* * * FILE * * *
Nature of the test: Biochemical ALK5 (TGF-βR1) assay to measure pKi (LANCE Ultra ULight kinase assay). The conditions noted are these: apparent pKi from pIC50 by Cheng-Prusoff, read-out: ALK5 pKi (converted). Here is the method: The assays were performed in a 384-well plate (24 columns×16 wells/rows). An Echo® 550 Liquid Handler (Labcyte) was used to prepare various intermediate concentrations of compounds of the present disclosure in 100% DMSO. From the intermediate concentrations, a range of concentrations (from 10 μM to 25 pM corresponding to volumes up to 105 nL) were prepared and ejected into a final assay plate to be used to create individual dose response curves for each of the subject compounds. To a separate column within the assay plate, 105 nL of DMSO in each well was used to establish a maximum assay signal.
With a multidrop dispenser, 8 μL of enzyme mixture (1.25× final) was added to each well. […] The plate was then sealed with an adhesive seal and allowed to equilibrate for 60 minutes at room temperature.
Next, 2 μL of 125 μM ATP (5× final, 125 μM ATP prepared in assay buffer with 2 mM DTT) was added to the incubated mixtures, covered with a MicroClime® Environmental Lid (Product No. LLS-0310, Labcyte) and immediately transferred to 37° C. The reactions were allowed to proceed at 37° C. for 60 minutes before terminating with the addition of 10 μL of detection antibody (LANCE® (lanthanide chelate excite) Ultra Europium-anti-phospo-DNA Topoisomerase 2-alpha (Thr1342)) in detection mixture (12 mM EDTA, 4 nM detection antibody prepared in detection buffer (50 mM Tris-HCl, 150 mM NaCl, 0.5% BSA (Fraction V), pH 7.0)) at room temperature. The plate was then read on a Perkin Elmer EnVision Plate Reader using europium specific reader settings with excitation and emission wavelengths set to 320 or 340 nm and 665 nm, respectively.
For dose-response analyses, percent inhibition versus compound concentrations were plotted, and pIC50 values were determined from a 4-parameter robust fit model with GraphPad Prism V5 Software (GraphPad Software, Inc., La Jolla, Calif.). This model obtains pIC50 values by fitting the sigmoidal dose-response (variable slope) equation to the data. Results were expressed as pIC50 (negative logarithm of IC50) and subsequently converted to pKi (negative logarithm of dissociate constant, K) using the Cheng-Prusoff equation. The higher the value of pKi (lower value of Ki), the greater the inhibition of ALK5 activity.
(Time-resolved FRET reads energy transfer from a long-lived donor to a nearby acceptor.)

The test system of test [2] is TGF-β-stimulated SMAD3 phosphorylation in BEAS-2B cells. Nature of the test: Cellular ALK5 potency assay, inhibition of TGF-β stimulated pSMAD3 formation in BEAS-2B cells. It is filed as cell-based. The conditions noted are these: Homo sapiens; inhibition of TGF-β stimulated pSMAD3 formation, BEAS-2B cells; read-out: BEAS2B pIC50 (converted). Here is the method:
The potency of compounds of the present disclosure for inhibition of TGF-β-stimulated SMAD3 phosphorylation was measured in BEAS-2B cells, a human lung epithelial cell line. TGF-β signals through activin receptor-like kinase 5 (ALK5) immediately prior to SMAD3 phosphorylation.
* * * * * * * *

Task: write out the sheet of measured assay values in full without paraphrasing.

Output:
Nature of the test: Biochemical ALK5 (TGF-βR1) assay to measure pKi (LANCE Ultra ULight kinase assay). The conditions noted are these: apparent pKi from pIC50 by Cheng-Prusoff, read-out: ALK5 pKi (converted). Here is the method: The assays were performed in a 384-well plate (24 columns×16 wells/rows). An Echo® 550 Liquid Handler (Labcyte) was used to prepare various intermediate concentrations of compounds of the present disclosure in 100% DMSO. From the intermediate concentrations, a range of concentrations (from 10 μM to 25 pM corresponding to volumes up to 105 nL) were prepared and ejected into a final assay plate to be used to create individual dose response curves for each of the subject compounds. To a separate column within the assay plate, 105 nL of DMSO in each well was used to establish a maximum assay signal.
With a multidrop dispenser, 8 μL of enzyme mixture (1.25× final) was added to each well. […] The plate was then sealed with an adhesive seal and allowed to equilibrate for 60 minutes at room temperature.
Next, 2 μL of 125 μM ATP (5× final, 125 μM ATP prepared in assay buffer with 2 mM DTT) was added to the incubated mixtures, covered with a MicroClime® Environmental Lid (Product No. LLS-0310, Labcyte) and immediately transferred to 37° C. The reactions were allowed to proceed at 37° C. for 60 minutes before terminating with the addition of 10 μL of detection antibody (LANCE® (lanthanide chelate excite) Ultra Europium-anti-phospo-DNA Topoisomerase 2-alpha (Thr1342)) in detection mixture (12 mM EDTA, 4 nM detection antibody prepared in detection buffer (50 mM Tris-HCl, 150 mM NaCl, 0.5% BSA (Fraction V), pH 7.0)) at room temperature. The plate was then read on a Perkin Elmer EnVision Plate Reader using europium specific reader settings with excitation and emission wavelengths set to 320 or 340 nm and 665 nm, respectively.
For dose-response analyses, percent inhibition versus compound concentrations were plotted, and pIC50 values were determined from a 4-parameter robust fit model with GraphPad Prism V5 Software (GraphPad Software, Inc., La Jolla, Calif.). This model obtains pIC50 values by fitting the sigmoidal dose-response (variable slope) equation to the data. Results were expressed as pIC50 (negative logarithm of IC50) and subsequently converted to pKi (negative logarithm of dissociate constant, K) using the Cheng-Prusoff equation. The higher the value of pKi (lower value of Ki), the greater the inhibition of ALK5 activity.
(Time-resolved FRET reads energy transfer from a long-lived donor to a nearby acceptor.)

The test system of test [2] is TGF-β-stimulated SMAD3 phosphorylation in BEAS-2B cells. Nature of the test: Cellular ALK5 potency assay, inhibition of TGF-β stimulated pSMAD3 formation in BEAS-2B cells. It is filed as cell-based. The conditions noted are these: Homo sapiens; inhibition of TGF-β stimulated pSMAD3 formation, BEAS-2B cells; read-out: BEAS2B pIC50 (converted). Here is the method:
The potency of compounds of the present disclosure for inhibition of TGF-β-stimulated SMAD3 phosphorylation was measured in BEAS-2B cells, a human lung epithelial cell line. TGF-β signals through activin receptor-like kinase 5 (ALK5) immediately prior to SMAD3 phosphorylation.